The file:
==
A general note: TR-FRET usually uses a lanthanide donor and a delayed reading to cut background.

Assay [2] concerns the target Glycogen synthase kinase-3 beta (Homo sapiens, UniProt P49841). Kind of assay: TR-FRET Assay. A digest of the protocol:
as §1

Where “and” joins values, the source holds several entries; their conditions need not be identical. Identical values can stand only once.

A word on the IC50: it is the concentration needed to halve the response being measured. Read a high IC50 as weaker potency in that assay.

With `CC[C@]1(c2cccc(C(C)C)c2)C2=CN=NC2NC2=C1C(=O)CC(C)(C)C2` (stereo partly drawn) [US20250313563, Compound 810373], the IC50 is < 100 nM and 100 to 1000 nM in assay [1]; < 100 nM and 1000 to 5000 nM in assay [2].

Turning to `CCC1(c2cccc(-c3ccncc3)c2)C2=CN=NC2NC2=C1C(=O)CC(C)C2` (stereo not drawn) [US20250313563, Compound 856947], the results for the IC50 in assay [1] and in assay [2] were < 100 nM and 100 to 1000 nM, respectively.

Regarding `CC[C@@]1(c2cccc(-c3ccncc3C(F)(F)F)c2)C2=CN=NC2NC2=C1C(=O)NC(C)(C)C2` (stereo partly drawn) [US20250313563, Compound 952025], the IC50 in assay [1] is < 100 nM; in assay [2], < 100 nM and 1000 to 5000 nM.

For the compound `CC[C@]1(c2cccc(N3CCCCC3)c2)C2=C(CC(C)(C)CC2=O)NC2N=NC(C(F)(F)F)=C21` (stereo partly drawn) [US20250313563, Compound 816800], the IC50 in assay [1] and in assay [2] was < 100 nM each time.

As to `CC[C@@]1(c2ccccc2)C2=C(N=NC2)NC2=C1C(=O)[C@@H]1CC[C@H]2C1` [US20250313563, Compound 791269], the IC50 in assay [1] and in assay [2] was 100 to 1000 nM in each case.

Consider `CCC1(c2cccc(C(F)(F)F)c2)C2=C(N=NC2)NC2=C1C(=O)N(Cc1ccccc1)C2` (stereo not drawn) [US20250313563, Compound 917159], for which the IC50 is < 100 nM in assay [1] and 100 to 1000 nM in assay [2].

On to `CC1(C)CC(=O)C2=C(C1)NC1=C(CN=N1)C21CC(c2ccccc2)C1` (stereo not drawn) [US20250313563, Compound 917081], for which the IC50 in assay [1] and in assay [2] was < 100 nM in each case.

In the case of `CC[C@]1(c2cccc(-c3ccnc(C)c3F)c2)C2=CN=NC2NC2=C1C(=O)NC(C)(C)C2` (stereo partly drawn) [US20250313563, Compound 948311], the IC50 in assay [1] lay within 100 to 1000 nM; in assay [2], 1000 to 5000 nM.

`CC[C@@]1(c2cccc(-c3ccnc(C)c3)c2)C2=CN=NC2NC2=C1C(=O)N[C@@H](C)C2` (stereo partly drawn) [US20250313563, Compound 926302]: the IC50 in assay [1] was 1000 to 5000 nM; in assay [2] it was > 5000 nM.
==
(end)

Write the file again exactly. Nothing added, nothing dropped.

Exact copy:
A general note: TR-FRET usually uses a lanthanide donor and a delayed reading to cut background.

Assay [2] concerns the target Glycogen synthase kinase-3 beta (Homo sapiens, UniProt P49841). Kind of assay: TR-FRET Assay. A digest of the protocol:
as §1

Where “and” joins values, the source holds several entries; their conditions need not be identical. Identical values can stand only once.

A word on the IC50: it is the concentration needed to halve the response being measured. Read a high IC50 as weaker potency in that assay.

With `CC[C@]1(c2cccc(C(C)C)c2)C2=CN=NC2NC2=C1C(=O)CC(C)(C)C2` (stereo partly drawn) [US20250313563, Compound 810373], the IC50 is < 100 nM and 100 to 1000 nM in assay [1]; < 100 nM and 1000 to 5000 nM in assay [2].

Turning to `CCC1(c2cccc(-c3ccncc3)c2)C2=CN=NC2NC2=C1C(=O)CC(C)C2` (stereo not drawn) [US20250313563, Compound 856947], the results for the IC50 in assay [1] and in assay [2] were < 100 nM and 100 to 1000 nM, respectively.

Regarding `CC[C@@]1(c2cccc(-c3ccncc3C(F)(F)F)c2)C2=CN=NC2NC2=C1C(=O)NC(C)(C)C2` (stereo partly drawn) [US20250313563, Compound 952025], the IC50 in assay [1] is < 100 nM; in assay [2], < 100 nM and 1000 to 5000 nM.

For the compound `CC[C@]1(c2cccc(N3CCCCC3)c2)C2=C(CC(C)(C)CC2=O)NC2N=NC(C(F)(F)F)=C21` (stereo partly drawn) [US20250313563, Compound 816800], the IC50 in assay [1] and in assay [2] was < 100 nM each time.

As to `CC[C@@]1(c2ccccc2)C2=C(N=NC2)NC2=C1C(=O)[C@@H]1CC[C@H]2C1` [US20250313563, Compound 791269], the IC50 in assay [1] and in assay [2] was 100 to 1000 nM in each case.

Consider `CCC1(c2cccc(C(F)(F)F)c2)C2=C(N=NC2)NC2=C1C(=O)N(Cc1ccccc1)C2` (stereo not drawn) [US20250313563, Compound 917159], for which the IC50 is < 100 nM in assay [1] and 100 to 1000 nM in assay [2].

On to `CC1(C)CC(=O)C2=C(C1)NC1=C(CN=N1)C21CC(c2ccccc2)C1` (stereo not drawn) [US20250313563, Compound 917081], for which the IC50 in assay [1] and in assay [2] was < 100 nM in each case.

In the case of `CC[C@]1(c2cccc(-c3ccnc(C)c3F)c2)C2=CN=NC2NC2=C1C(=O)NC(C)(C)C2` (stereo partly drawn) [US20250313563, Compound 948311], the IC50 in assay [1] lay within 100 to 1000 nM; in assay [2], 1000 to 5000 nM.

`CC[C@@]1(c2cccc(-c3ccnc(C)c3)c2)C2=CN=NC2NC2=C1C(=O)N[C@@H](C)C2` (stereo partly drawn) [US20250313563, Compound 926302]: the IC50 in assay [1] was 1000 to 5000 nM; in assay [2] it was > 5000 nM.